Born out of a desire to create a culture and community of design in Chile, Krä is a company co-founded by Pedro Comparini and Cristian Sanhueza, along with a group of friends who wanted to create something that was rooted in Chilean traditions, but was also new. "Design doesn't really exist in Chile," says Comparini. "We are working in a different concept and to bring people together."

Krä finds its inspiration from the Selkman, a native tribe of the Patagonia region, who would build large bonfires to keep warm in the harsh climate. Body painting was an important part of the Selkman's expression, and they would cover themselves in basic geometric patterns using only mud, ash, and other natural materials with the colors of black, white, and red. Light also played an important role in the tribe's culture. Their two main Gods were the sun and the moon. In 1520, Spanish explorer Ferdinand Magellan arrived in the region. His crew witnessed the Selkman's bonfires on shore and named the area Tierra del Fuego, or Land of Fire. By the beginning of the twentieth century, most of the aboriginal population had perished due to disease brought by European settlers.

Conceived as light sculptures or "light containers," rather than a light fixture, Krä's vessels draw on the Selkman traditions and their material palette of mud and earth. As Comparini and Sanhueza explain, "Our work is inspired by our country's aborigines, their nature and materials, and by means of pure and sustainable processes that respect nature and the environment." Working with a small group of craftspeople, each vessel is modeled, glazed, and fired by hand, the result being that no two pieces are ever identical. Each light vessel has a distinctive shape that works with both the positive and negative output of a light source. The vessels are outfitted with warm ambient sources, which are in keeping with the glow of a candle or firelight, once again paying homage to the source of their inspiration--the Selkman bonfires. The first series of light sculptures is comprised of three "containers." Samanta, a sheet of clay with a single ripple, casts a flat pattern of light; Roxxane, a cylindrical tube, provides a spotlight effect; and Alvar, a kidney-bean-like shape, creates an amorphous wash of light. The stands and bases are formed from stainless steel, used for its contrasting effect against the clay. The texture of the clay also adds another dimension to light's interface with the vessel.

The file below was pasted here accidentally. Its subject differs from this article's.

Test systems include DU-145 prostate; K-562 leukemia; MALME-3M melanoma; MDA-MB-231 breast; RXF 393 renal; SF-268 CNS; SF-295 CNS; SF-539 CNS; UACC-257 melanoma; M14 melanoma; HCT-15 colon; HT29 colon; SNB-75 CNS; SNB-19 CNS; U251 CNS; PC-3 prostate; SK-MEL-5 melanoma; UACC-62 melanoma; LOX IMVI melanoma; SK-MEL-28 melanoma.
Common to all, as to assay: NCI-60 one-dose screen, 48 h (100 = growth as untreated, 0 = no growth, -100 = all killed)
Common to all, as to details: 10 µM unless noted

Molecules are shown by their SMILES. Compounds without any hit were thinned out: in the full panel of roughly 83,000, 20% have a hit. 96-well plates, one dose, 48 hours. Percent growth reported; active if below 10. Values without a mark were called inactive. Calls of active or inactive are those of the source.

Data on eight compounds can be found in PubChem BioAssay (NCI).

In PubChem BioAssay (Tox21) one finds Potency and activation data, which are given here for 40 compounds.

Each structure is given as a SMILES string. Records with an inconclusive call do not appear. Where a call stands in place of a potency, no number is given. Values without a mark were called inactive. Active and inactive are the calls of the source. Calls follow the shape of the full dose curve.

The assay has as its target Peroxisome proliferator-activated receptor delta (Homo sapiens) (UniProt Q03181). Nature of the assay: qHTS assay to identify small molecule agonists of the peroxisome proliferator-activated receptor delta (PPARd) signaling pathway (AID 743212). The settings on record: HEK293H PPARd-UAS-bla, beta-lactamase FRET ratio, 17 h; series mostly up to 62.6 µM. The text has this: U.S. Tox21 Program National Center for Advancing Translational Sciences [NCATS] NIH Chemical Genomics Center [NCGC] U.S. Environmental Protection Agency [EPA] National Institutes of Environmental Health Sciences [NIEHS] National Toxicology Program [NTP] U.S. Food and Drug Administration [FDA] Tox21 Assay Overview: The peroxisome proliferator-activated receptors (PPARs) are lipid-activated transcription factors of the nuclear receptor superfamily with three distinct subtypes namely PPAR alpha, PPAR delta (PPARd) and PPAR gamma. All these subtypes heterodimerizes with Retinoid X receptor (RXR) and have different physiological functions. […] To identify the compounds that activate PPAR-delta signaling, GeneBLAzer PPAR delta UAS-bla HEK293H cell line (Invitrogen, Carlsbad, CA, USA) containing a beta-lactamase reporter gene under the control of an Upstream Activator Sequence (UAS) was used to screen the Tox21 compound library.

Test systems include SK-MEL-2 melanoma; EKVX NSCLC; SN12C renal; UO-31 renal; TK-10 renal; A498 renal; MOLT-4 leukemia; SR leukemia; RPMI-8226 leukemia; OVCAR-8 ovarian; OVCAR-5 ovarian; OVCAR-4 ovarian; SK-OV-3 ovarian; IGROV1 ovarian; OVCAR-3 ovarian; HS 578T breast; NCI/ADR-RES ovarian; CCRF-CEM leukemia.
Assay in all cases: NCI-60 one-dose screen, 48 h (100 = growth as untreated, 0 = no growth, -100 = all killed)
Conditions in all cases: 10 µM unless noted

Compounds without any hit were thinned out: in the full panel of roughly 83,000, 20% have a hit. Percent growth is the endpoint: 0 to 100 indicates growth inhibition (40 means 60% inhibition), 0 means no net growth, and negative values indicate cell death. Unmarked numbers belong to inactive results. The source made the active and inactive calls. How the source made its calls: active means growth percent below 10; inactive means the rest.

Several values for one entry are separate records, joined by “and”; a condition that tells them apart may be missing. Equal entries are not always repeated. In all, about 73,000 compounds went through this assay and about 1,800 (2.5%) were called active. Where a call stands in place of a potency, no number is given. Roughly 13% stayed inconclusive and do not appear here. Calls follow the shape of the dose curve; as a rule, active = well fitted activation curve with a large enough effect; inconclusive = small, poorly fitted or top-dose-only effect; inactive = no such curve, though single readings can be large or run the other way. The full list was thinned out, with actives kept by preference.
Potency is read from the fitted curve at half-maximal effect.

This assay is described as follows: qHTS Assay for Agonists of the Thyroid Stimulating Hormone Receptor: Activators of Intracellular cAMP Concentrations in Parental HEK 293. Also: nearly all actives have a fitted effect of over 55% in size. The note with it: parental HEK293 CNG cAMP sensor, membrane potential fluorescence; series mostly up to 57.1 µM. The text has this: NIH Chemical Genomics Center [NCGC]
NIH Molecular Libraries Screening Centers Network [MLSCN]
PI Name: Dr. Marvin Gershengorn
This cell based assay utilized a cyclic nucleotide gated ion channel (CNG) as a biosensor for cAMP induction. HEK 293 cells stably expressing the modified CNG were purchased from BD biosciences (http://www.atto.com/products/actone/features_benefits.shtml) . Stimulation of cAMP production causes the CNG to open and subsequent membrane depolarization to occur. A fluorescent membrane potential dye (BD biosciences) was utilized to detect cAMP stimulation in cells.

Krä is well on its way to establishing itself internationally with exhibits at several design shows including the Milan Furniture Fair this past April. By drawing from its Chilean heritage, the company has created a contemporary art form while respecting tradition.